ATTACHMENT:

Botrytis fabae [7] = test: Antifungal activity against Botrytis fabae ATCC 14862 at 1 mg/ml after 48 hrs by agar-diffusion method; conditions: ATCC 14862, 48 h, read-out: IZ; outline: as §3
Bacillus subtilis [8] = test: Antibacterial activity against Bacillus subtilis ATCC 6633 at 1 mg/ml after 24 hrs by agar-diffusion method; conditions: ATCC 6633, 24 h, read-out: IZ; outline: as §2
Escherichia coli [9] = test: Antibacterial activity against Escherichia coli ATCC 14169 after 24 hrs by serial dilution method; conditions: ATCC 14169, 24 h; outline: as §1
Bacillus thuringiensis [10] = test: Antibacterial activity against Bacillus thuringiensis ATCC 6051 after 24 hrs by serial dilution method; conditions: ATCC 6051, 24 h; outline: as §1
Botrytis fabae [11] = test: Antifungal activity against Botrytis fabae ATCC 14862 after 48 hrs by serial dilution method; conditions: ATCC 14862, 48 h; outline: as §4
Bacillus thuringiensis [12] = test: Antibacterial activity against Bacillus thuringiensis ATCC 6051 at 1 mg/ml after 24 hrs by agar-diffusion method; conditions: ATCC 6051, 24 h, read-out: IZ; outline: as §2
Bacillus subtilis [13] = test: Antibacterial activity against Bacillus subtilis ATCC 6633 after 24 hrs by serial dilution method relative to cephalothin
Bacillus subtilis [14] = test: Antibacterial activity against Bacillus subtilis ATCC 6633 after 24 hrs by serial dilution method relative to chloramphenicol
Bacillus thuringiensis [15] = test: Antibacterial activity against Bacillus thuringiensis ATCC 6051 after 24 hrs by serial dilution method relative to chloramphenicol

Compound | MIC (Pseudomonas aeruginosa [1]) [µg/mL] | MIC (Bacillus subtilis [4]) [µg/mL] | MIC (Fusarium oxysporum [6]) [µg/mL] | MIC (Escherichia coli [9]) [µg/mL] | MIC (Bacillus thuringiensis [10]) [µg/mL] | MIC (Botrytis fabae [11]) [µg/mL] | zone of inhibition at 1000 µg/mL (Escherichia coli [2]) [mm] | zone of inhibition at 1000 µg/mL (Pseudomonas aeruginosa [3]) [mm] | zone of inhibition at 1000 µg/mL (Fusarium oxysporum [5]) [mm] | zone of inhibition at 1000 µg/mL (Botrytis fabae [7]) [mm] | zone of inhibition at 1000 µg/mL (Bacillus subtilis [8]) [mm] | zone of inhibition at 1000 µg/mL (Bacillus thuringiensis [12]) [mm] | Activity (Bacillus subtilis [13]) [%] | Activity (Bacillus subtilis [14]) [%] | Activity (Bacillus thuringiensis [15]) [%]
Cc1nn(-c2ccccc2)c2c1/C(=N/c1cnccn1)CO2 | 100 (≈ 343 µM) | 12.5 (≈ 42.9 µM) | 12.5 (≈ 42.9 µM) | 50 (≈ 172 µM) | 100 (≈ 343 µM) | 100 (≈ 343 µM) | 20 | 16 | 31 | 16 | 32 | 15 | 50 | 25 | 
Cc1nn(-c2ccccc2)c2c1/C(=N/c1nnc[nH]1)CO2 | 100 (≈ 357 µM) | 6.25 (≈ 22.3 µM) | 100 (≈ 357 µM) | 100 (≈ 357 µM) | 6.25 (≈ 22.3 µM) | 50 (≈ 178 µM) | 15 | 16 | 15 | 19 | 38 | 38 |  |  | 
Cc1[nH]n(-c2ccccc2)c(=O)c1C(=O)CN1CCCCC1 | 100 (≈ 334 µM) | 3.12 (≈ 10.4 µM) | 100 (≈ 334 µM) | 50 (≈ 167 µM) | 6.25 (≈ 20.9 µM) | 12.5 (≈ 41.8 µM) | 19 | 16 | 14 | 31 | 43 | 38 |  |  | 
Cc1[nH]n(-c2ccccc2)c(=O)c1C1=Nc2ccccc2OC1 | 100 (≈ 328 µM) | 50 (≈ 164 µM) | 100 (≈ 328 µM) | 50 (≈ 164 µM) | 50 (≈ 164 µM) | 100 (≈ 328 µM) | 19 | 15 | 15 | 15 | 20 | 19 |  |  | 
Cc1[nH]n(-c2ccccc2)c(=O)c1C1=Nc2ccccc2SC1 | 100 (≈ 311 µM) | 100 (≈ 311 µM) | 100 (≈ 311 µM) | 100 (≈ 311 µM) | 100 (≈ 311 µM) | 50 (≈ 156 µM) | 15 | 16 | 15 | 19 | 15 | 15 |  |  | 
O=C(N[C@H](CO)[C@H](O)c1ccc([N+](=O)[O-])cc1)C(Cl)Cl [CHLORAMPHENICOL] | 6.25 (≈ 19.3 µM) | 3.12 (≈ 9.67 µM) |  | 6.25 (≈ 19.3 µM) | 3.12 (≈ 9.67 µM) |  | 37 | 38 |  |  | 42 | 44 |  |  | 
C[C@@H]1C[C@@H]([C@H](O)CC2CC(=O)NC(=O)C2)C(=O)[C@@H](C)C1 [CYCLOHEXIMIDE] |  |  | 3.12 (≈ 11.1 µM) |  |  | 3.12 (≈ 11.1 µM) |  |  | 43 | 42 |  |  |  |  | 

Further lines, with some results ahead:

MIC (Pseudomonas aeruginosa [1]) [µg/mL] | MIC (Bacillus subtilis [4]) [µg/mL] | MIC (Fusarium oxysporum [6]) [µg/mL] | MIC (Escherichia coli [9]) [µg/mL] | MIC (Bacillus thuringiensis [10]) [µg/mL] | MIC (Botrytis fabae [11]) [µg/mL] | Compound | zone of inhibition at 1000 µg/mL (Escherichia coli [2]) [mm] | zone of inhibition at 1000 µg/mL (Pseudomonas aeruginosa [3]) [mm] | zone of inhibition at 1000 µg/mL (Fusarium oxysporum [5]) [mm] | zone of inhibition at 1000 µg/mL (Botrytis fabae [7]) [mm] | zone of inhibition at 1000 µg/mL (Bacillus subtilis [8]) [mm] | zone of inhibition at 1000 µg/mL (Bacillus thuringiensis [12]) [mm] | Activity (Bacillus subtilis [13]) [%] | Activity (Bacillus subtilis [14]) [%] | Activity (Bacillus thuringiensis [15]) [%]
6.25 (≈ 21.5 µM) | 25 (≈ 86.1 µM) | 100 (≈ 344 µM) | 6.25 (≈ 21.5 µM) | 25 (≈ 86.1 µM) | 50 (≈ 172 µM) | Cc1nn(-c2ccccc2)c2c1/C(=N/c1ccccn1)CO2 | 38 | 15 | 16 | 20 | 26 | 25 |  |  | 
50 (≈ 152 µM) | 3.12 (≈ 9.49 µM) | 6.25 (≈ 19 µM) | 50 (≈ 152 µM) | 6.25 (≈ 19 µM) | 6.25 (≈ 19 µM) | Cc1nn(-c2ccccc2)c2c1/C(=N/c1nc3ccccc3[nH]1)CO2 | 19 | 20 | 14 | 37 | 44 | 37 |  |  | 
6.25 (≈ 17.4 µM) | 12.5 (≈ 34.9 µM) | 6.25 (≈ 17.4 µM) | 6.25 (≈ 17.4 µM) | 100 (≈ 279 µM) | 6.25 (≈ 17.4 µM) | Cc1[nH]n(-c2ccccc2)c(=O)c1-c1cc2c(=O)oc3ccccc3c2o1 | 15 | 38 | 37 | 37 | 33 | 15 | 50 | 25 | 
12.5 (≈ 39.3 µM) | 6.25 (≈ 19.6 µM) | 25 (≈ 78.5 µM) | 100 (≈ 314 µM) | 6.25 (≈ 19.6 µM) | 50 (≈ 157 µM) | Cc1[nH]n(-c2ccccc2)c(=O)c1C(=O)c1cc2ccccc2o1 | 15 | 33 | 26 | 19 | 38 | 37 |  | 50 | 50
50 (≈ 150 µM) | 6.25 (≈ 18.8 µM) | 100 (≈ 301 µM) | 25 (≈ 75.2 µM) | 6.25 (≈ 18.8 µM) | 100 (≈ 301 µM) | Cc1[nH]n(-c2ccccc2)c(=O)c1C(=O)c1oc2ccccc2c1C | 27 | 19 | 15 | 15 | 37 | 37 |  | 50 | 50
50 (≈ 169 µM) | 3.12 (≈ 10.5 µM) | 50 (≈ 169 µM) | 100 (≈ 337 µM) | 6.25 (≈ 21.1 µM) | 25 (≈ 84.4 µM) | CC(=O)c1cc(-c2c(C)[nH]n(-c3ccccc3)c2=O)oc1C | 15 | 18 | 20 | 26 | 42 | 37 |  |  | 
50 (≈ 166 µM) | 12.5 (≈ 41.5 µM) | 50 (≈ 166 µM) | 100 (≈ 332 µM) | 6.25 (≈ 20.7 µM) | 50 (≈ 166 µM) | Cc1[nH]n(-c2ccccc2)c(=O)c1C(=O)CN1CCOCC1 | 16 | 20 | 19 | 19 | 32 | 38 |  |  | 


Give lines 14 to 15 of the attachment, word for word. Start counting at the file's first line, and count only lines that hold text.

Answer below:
Cc1[nH]n(-c2ccccc2)c(=O)c1C1=Nc2ccccc2OC1 | 100 (≈ 328 µM) | 50 (≈ 164 µM) | 100 (≈ 328 µM) | 50 (≈ 164 µM) | 50 (≈ 164 µM) | 100 (≈ 328 µM) | 19 | 15 | 15 | 15 | 20 | 19 |  |  | 
Cc1[nH]n(-c2ccccc2)c(=O)c1C1=Nc2ccccc2SC1 | 100 (≈ 311 µM) | 100 (≈ 311 µM) | 100 (≈ 311 µM) | 100 (≈ 311 µM) | 100 (≈ 311 µM) | 50 (≈ 156 µM) | 15 | 16 | 15 | 19 | 15 | 15 |  |  | 